A vertically extending structural steel angle 9 is welded at its lower end to the top of member 2, closely adjacent one end of the latter, a triangular gusset plate 10 being welded !to angle 9 and member 2 for strengthening purposes. A similar vertically extending structural steel angle 11 is welded at its lower end to the topof member 2, closely adjacent the other end of the latter, a gusset plate preferably being used also at this latter junction. The upper ends of angles 9 and l l are connected by a horizontally extending structural steel angle 12 welded at its opposite ends to the upper ends of angles 9 and 11, respectively. Members 9, 11, and 12 together form a framework at one side of the baseplate, for restricting the lateral movement of the upper ends of the vertically elongated articles 13 (e.g. compressed gas cylinders) which are supported on the baseplate l.

A vertically extending structural steel angle 14 is welded at its lower end to the top of member 3, closely adjacent one end of the latter, a triangular gusset plate 15 being welded to angle 14 and member 3 for strengthening purposes. A similar vertically extending structural steel angle 16 is welded at its lower end to the top of member 3, closely adjacent the other end of the latter, a gusset plate preferably being used also at this latter junction. The upper ends of angles 14 and 16 are connected by a horizontally extending structural steel'angle l7 (inverted with respect to angle 12) welded'at its opposite ends to the upper ends of angles 14' and 16, respectively. The members l4, l6, and I7 together form a framework at the other side of baseplate I (opposite to framework 9, 11, 12), for restricting the lateral movement of the upper ends of articles 13.

A plate 18, somewhat resembling an inverted L in shape and extending outwardly and upwardly from the upper end of angle 14 and from the adjacent end of angle 17, is welded to the outer surface of angle 14 at the upper end thereof and to one end (angular) face of angle 17. An outwardly extending car 19, formed from steelplate, is welded'to theupper surface of angle 17, in spaced, parallel relation to plate 18. One end of a steel bar 20 is mounted, for pivotalmovement in a substantially vertical plane, between plate 18 and car 19, by means of a pivot pin 21 which extends horizontally through aligned apertures in car 19, bar 20, and plate 18. Bar 20 is adapted to swing through an are 22 (FIG. 2), between a substantially horizontal (active) position (shown in solid lines) and a substantially vertical (inactive) position (shown in dot-dash lines). Angle 12, at the side of the pallet opposite to angle 17, has therein a vertical notch 23 aligned with-bar 20, to receive the free end of this bar when it is swung down to its horizontal (active) position, wherein it extends across the pallet.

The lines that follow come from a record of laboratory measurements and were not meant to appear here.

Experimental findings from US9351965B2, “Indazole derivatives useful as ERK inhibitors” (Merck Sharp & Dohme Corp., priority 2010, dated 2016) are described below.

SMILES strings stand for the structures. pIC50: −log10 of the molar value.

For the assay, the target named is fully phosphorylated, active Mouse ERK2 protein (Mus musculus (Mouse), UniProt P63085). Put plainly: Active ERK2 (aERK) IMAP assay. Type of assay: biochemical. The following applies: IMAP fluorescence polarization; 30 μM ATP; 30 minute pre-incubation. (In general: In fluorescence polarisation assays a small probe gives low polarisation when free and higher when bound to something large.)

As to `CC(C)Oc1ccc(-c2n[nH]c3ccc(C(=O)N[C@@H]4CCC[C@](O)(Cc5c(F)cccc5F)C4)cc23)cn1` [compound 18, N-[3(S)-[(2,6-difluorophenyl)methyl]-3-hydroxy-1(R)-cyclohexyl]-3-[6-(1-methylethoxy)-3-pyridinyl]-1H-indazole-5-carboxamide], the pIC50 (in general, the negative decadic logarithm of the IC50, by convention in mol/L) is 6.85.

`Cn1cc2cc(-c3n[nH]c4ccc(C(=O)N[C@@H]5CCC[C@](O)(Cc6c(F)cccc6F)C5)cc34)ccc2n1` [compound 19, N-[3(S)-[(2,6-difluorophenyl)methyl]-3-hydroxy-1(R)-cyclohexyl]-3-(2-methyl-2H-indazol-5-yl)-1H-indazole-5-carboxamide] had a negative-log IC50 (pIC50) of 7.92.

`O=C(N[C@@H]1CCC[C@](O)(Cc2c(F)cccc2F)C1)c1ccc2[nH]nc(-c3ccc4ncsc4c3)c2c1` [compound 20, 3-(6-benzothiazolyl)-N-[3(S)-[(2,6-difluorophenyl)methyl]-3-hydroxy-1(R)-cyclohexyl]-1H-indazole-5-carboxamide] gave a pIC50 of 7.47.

Two outwardly extending ears 24 and 25, formed from steelplate, are welded to the upper surface of angle 17, in

spaced, parallel relation to each other. Ears 24 and 25 are located intermediate the ends of angle 17, at a distance from car 19 which is just slightly in excess of the maximum external diameter of the gas cylinders 13 to be carried on the pallet. As

-- illustrated in FIG. 1, the distance across the pallet between the thickness to match plate 1. The members 2 and 3, together i with the portions of plate 1 therebeneath, form parallel openended tunnels which extend along the full length of baseplate l, and are adapted to receive the respective tines or load en gaging projections 4and 5 of an industrial forklift truck 6 (see Angle 12 has therein a vertical notch 28 aligned with bar 26, to receive the free end of this bar when it is swung to its horizontal (active) position, wherein it extends across the pallet.

Two outwardly extending ears '29 and 30, formed from steelplate, are welded to the upper surface of angle 17, in spaced, parallel relation to each other. Ears 29 and 30 are located intermediate the ends of angle 17, on the opposite side of ear 25 from ear 19 and at a distance from ear 25 which is just slightly in excess of the maximum external diameter of the gas cylinders 13 for which the pallet is designed. In this connection, it may be noted here that the bottom ends of all of the cylinders 13 rest on and are carried by baseplate 1. One end of a steel bar 31 is mounted, for pivotal movement in a substantially vertical plane, between ears 29 and 30, by means of a pivot pin 32 which extends horizontally through aligned apertures in ears 29 and 30 and bar 31. Bar 31, like bars and 26, is adapted to swing through an are between a substantially horizontal (active) position and a substantially vertical *(inactive) position. Angle 12 has therein a vertical notch 33 aligned with bar 31, to receive the free end of this bar when it is swung .to its horizontal (active) position, wherein it extends across the pallet.